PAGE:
Natural Anti-Aging Skincare: No Chemicals Needed!
I'm all about natural skincare products, but until recently, I thought that when it came to fighting the signs of aging—the fine lines creeping in around my eyes and between my brows—I'd have to start incorporating not-so-natural remedies, like harsh exfoliants and overnight retinol creams. Beginning to worry about what route to take, I reached out to contributor, esthetician, Ayurvedic practitioner, author and co-owner of Pure+Simple Inc. Kristen Ma for her advice. And guess what? You don't need to incorporate chemicals to prevent wrinkles, age spots or sagging! Here's our Q&A with Kristen about natural anti-aging skincare.
Is it possible to effectively treat and prevent wrinkles and loss of skin firmness with non-toxic beauty products?
Definitely! Many natural and organic ingredients have powerful anti-aging properties that promote collagen and elasticity in the skin.
Which ingredients help retain collagen?
Vitamin C is excellent for collagen synthesis along with ingredients containing vitamin C. This includes plant ingredients, such as rose hip oil and seabuckthorn oil. This is why these two plants are used extensively in my Holistic Vanity Damage Care line, which is formulated to repair damaged skin by promoting collagen and cell turnover. I have also personally found them to be excellent for treating hyper pigmentation without retinols for these reasons.
Another important way to encourage and retain collagen is by increasing microcirculation in the skin. This is why deep exfoliation (such as microdermabrasion), light therapy (such as IPL and laser) as well as electro-therapy (used in many non-surgical face lift technologies) work. Blood flow and circulation boost collagen production and therefore firmness of the skin. While the mentioned treatments are intensive, we can also encourage healthy circulation in the skin with a daily face massage. I have an easy-to-follow Youtube video on how to do this effectively.
Which ingredients can help with pigmentation?
As I mentioned earlier, rose hip and seabuckthorn oils are excellent natural ingredients for fading hyper pigmentation. I have worked with these extensively and find them the best natural ingredients that do not use peeling for pigmented spots.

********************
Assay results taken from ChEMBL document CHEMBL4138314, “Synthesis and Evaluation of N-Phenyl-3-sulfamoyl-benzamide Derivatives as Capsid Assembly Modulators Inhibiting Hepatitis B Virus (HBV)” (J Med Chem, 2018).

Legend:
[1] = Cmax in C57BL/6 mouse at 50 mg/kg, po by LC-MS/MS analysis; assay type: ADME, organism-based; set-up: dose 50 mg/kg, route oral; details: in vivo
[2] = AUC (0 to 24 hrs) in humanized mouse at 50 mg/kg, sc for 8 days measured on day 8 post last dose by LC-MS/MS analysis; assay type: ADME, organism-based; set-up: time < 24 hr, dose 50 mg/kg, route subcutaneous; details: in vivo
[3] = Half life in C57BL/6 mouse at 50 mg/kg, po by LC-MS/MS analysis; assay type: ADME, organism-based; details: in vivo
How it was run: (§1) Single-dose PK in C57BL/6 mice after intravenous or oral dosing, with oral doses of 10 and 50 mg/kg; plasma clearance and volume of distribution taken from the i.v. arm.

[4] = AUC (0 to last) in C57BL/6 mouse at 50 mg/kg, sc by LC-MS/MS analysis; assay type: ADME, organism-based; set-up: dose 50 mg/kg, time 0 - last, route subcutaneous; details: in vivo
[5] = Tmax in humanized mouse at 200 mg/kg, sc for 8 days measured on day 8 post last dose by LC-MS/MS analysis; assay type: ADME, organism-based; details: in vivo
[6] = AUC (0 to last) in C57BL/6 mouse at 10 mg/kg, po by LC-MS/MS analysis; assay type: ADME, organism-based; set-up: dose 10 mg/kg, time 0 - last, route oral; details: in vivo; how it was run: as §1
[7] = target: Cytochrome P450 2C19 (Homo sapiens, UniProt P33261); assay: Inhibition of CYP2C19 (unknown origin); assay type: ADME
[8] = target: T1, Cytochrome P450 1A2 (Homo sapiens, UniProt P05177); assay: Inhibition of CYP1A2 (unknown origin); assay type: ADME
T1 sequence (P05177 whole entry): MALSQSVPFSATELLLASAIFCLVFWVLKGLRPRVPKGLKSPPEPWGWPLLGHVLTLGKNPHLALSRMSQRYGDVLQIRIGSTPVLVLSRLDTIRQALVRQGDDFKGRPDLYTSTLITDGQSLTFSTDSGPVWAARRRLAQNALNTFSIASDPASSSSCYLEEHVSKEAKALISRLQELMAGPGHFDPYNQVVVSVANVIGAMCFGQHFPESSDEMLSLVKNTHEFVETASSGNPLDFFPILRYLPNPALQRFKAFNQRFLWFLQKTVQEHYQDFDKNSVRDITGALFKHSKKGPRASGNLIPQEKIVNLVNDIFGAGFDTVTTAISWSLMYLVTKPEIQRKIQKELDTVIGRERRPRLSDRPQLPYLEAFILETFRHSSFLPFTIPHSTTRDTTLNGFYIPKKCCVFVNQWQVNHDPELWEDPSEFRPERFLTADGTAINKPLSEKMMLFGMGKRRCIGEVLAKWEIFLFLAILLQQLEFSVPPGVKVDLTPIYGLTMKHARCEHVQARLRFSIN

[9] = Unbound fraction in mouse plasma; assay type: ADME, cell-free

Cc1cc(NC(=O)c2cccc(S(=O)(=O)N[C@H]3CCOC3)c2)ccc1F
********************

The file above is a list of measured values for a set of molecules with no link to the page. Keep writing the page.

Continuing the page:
Green tea extract is also effective for hyperpigmention. It has performed well in trials for treating darkened spots and is good for overall anti-aging due to its antioxidant properties.
Which ingredients can help with skin texture?
Texture can be addressed in three ways:
First, exfoliation. Resurfacing can be done using natural methods such as fruit acid enzymes that digest dead skin cells or intensive treatments such as sea salt microdermabrasion. The latter is particularly good for pitted acne scars and enlarged pores.
Second, we can use skin hydration to improve texture. Skin with high water content has a dewier, smoother texture. For this, I recommend using a hydrating serum containing hyaluronic acid, collagen and/or sea algae. These ingredients help the skin retain water.
Third, applying oils can treat uneven texture. Oils provide protection that allows our skin the environment to regenerate properly. This is especially important during the winter months when our skin is assaulted by the harsh, winter weather. This is not only further damaging but it prevents our skin from being able to heal properly as well as dehydrates it. You can use a simply oil like jojoba or coconut, but I like using the aforementioned rose hip or seabuckthorn oils that have anti-aging vitamin C contents for multi-actioned benefits.
Retinol is often referred to as the only proven ingredient that actually helps your body produce new collagen. Is this true?
No. While I have heard that too, it always is perplexing as I have read published research papers outlining the collagen synthesizing effects of vitamin C, burdock, reservatrol and light therapy. Retinols wound the skin, prompting the body to remodel and generate collagen, but we can also do this in many other ways; be it through careful exfoliation/peeling, circulation-increasing topical ingredients or anti-aging professional treatments.
Is vitamin A/retinol safe, do you think?
I avoid retinol for the most part, but if someone really wants to use it, it can be used in a way that minimizes risks. I understand why people use retinols and think it's important not to be a purist. It all depends on the goals and expectations of the user. Retinols are an effective way to see results in a short amount of time. There are risks of long-term skin-damage, especially if not supported with sun protection and damage-repairing ingredients. Unfortunately, a more natural, gentle approach usually takes more times to see results. This is because we are working on supporting tissue health rather than using vitamin A, which speeds up cellular shedding. So, it can be a game of balance. I think retinols should only be used short-term and for focused, goal-oriented reasons rather than long-term anti-aging.
What other traditional anti-aging ingredients should be avoided?
I would avoid skin bleaches such as hydroquinone. While effective for lightening age spots, it is harsh on your skin as well as linked to being potentially carcinogenic and organ system toxic.